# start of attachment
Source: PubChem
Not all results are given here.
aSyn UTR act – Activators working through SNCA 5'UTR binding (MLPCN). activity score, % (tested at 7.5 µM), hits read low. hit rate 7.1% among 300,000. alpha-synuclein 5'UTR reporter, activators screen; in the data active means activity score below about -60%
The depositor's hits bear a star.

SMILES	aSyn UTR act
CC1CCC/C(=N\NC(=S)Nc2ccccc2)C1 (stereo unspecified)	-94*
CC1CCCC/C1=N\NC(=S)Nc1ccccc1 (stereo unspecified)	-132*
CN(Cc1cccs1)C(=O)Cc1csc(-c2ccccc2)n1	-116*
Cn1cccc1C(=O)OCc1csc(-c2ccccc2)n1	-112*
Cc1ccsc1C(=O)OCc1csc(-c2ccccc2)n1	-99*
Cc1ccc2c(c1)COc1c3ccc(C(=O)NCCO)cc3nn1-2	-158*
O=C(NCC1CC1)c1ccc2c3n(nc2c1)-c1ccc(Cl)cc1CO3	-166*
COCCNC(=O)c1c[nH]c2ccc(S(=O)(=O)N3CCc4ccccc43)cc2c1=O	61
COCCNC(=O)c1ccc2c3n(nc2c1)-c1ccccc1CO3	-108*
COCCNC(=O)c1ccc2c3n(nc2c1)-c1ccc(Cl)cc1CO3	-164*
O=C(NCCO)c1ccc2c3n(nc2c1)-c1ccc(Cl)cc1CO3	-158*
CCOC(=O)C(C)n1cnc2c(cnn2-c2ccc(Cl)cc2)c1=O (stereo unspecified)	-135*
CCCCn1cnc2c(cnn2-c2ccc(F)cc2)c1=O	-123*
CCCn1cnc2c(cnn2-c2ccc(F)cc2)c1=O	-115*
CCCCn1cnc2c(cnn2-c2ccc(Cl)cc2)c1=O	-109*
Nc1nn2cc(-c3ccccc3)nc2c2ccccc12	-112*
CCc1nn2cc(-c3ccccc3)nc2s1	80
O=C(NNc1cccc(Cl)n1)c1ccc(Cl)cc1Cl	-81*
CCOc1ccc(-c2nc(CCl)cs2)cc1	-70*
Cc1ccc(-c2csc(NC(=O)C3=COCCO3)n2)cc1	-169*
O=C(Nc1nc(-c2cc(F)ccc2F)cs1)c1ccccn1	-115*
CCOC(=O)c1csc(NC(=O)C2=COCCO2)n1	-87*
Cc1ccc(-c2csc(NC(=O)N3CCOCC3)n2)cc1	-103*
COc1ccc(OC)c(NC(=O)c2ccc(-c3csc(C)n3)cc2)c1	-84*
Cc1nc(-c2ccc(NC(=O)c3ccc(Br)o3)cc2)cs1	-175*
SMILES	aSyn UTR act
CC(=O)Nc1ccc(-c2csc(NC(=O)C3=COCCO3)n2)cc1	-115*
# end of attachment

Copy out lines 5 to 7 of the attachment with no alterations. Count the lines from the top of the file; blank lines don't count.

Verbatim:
SMILES	aSyn UTR act
CC1CCC/C(=N\NC(=S)Nc2ccccc2)C1 (stereo unspecified)	-94*
CC1CCCC/C1=N\NC(=S)Nc1ccccc1 (stereo unspecified)	-132*